I haven’t had Maurice’s BBQ in many years…perhaps it’s time to return. IMHO, his BBQ is good. His hash is the gold standard of hashes. As for Harold Ramis, he will be greatly missed. Russell Ziskey is now reunited with Dewey Oxburger and SGT Hulka.

  7. Michael

    In the paragraph above regarding your youngest. I thought about the song from South Pacific, “You’ve Got To Be Carefully Taught”. Our generation has a responsibility to our kids and grands, and sometimes we fail miserably in that responsibility because of we were taught hate. MB grew up in a time of hate and those lessons stuck with him. The cycle of hate continues through each successive generation, but I hope with time those lessons of hate will fade to be replace with understanding and compassion.

    You and John Monk have had some of kindest yet best direct comments about MB.

    1. Brad Warthen Post author

      Yeah… well… I always sort of thought that song, “You’ve Got To Be Carefully Taught,” propagated something that well-meaning folks of a liberal persuasion believe as an axiom, but which isn’t true…

      Racial prejudice — which can in some cases reach the point of being “hatred,” but most situations we talk about seem to fall far short of that most extreme emotion — seems to me more instinctive in the human animal. I suspect that we have to learn NOT to have a strong aversion to people who strike us immediately as being different. It goes back to the dawn of time — it was a survival instinct to be wary of those who are obviously not of one’s tribe. To become cosmopolitan, to become someone who takes different skin colors and clothing and accents and cultural practices as a matter of course, and isn’t alarmed by them, you have to have experiences that get you past that instinctive reflex to shy away from the different.

      Anyone else think this makes sense?

      1. Brad Warthen Post author

        Another point about that overused word, “hate.” In my experience, the way that racial or cultural alienation tends to manifest itself in public life today doesn’t come close to “hatred.” People tend to use that word to demonize others, and it should be used less.

        What I tend to see, instead of hatred, is indifference — people of one group just really not giving a damn about what concerns people of other groups. This has manifested itself in our politics in large part because of race-based districting. Elected representatives tend to represent people who look like them, and just really don’t have any political motivation to care about things that are important to people of other groups.

        Among whites or other majority groups, this indifference can be pretty vehement, and can become quite angry. I’m thinking of someone who says, or thinks, “I’m sick and tired of THOSE PEOPLE always going on about X or Y…”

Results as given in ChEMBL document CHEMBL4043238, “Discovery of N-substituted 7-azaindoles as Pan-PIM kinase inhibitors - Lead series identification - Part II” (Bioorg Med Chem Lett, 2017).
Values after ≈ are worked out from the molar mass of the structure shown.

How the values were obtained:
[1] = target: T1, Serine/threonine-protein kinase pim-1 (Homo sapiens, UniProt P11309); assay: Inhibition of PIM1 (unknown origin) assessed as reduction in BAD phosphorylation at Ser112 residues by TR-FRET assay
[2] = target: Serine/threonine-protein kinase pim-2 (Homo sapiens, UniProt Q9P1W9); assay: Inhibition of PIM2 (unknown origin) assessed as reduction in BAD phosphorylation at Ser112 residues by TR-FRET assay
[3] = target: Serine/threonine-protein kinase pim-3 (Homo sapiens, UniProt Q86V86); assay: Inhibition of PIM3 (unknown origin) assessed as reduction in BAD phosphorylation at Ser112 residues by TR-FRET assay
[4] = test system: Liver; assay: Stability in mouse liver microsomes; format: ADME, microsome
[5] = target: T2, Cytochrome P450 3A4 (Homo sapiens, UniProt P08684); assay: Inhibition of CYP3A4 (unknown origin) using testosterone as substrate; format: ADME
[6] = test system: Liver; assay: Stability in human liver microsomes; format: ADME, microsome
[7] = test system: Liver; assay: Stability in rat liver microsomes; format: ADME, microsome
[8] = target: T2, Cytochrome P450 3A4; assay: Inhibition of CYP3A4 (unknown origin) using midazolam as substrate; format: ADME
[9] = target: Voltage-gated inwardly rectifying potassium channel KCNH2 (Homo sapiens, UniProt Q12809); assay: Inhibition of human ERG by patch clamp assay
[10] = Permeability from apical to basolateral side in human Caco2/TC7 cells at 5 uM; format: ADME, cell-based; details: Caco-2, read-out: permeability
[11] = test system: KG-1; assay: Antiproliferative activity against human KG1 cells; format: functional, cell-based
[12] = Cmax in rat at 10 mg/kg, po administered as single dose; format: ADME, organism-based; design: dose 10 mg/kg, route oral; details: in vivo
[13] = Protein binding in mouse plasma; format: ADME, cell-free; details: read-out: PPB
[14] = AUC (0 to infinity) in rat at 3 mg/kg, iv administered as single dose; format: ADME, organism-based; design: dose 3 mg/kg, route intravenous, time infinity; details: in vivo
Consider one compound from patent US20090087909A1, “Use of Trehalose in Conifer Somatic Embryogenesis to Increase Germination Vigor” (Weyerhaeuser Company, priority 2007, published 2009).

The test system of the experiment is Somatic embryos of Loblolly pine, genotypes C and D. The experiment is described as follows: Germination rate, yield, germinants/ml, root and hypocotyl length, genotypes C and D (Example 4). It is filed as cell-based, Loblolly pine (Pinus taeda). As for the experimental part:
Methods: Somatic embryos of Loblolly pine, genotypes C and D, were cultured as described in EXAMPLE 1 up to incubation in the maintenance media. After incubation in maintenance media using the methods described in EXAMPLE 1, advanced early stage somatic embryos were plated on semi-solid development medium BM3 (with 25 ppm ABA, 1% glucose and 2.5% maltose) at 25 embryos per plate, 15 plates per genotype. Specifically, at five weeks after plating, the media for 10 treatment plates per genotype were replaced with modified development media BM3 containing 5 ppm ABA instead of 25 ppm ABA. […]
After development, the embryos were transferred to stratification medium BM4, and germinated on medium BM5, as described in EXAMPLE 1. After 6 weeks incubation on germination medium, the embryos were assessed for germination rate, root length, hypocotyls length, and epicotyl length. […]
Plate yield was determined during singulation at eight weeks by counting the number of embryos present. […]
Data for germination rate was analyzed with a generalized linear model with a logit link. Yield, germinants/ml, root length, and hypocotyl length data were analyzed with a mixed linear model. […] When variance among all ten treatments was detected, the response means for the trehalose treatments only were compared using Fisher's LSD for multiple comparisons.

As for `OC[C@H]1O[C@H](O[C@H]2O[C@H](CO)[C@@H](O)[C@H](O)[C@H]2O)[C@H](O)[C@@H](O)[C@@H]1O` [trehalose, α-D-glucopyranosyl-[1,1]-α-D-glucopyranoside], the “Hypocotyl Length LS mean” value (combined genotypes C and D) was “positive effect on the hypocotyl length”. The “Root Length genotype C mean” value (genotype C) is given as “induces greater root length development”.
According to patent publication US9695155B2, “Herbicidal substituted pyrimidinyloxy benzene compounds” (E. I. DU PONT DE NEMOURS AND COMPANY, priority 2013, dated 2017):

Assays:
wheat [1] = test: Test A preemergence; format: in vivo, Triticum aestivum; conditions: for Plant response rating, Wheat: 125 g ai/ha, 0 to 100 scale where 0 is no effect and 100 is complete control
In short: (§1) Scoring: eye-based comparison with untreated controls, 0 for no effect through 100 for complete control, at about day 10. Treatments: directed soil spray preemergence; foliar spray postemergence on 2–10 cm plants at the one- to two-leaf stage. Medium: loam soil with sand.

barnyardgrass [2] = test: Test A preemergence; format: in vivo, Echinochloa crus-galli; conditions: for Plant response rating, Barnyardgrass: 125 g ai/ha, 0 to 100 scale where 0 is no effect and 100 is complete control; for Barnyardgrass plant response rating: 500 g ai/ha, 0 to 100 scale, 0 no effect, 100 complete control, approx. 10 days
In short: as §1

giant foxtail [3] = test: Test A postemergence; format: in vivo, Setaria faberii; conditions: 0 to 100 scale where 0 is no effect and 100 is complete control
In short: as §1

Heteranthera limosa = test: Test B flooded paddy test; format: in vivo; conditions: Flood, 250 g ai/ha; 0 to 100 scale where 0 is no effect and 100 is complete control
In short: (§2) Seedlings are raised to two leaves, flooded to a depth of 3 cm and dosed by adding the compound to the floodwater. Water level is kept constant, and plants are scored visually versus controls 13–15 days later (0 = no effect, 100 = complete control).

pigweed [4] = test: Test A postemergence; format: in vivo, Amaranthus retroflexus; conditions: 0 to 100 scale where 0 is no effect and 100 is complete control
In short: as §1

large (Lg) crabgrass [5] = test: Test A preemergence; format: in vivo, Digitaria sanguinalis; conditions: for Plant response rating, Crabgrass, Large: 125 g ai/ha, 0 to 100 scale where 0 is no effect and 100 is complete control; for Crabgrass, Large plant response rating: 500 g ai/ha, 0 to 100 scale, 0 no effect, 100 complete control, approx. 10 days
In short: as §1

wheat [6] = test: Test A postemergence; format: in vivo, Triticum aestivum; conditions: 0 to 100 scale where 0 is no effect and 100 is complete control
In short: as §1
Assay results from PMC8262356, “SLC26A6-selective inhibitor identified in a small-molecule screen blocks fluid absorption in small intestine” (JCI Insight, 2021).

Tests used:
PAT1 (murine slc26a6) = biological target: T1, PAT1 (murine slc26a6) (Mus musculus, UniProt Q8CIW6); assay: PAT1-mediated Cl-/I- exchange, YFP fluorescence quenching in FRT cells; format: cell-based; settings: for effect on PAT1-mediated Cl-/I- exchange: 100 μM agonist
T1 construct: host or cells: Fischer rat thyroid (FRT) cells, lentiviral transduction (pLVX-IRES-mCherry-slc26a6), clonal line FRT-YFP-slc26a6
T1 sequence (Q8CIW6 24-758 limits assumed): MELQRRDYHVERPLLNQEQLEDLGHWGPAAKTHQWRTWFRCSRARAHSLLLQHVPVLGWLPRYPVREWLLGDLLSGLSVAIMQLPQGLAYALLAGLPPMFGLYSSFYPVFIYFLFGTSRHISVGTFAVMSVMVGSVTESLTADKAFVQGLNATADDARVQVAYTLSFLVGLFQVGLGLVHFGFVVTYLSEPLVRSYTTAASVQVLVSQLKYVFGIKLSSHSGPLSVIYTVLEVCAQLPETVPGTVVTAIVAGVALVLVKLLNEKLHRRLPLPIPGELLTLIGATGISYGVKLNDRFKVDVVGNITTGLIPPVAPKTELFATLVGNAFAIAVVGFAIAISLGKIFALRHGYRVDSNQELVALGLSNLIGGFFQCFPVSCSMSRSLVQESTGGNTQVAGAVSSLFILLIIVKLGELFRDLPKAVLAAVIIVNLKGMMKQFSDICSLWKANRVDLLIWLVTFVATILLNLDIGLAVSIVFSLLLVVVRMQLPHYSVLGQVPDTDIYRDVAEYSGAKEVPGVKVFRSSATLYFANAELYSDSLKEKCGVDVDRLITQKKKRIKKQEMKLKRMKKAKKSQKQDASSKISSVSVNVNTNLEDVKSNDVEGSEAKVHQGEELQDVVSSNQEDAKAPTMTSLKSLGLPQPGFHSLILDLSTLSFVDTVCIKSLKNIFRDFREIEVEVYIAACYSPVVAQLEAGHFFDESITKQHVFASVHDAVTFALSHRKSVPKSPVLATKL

But usually the relevant term is indifference, frequently paired with resentment — but not hatred.

      2. Phillip

        But it depends entirely in what way “difference” is perceived. I’ve noticed this very closely in my own son, who in all discussions about other kids in his preschool and then later in kindergarten and first grade, described all kinds of differences he perceived in other kids (vis-a-vis himself) but none of which had to do with skin color. When he was finally given lots of info in school (this month especially, a little bit last year too) about Black History Month, then he did finally look around and these were the first times in his life he ever made reference to somebody being “brown” or “white.”

        When he was 2, 3, 4…every time I put a tie on to go teach at the university, my son would point at me. laugh, and say, “Obama! Obama!” For him, Obama was the guy he saw on TV wearing a tie. So I was Obama. He didn’t point at African-American men on the street and say “Obama.” That one man has brown skin and one white skin was no different to him than that one person had blond hair and somebody else was bald or had black hair, etc.

        So when you speak of an instinctive “aversion” or even uncomfortableness around those who are “different,” I’m not sure I buy that because the field in which “difference” is defined is somehow inevitably taught. That’s not just by parents of course, it’s the whole culture, society, the burdens and echoes of history.

        1. Brad Warthen Post author

          I suggest your son was exposed to integrated groups, in which no notice was taken of skin color, before he was old enough to think about differences.

          If he had been in whites-only situations, the first time he encountered a black person, he’d have noticed. The human brain is just wired to do that. It sees novelties as Virtual Front Page news stories — “This just in — I’ve never seen skin that color before…”

          It’s about expectations.

          For instance, when I see tall women — 5’9″ or 5’10” — I’m sometimes surprised to stand next to them and realize that they’re still shorter than I am. I see them as towering because they exceed the height I expect to see in women. “Tall,” in my mind, is taller than I am… I experience a moment of confusion, which is silly. But our brains are always running these little algorithms built on preconceived notions, even when they’ve been often disproved…

          1. Bryan Caskey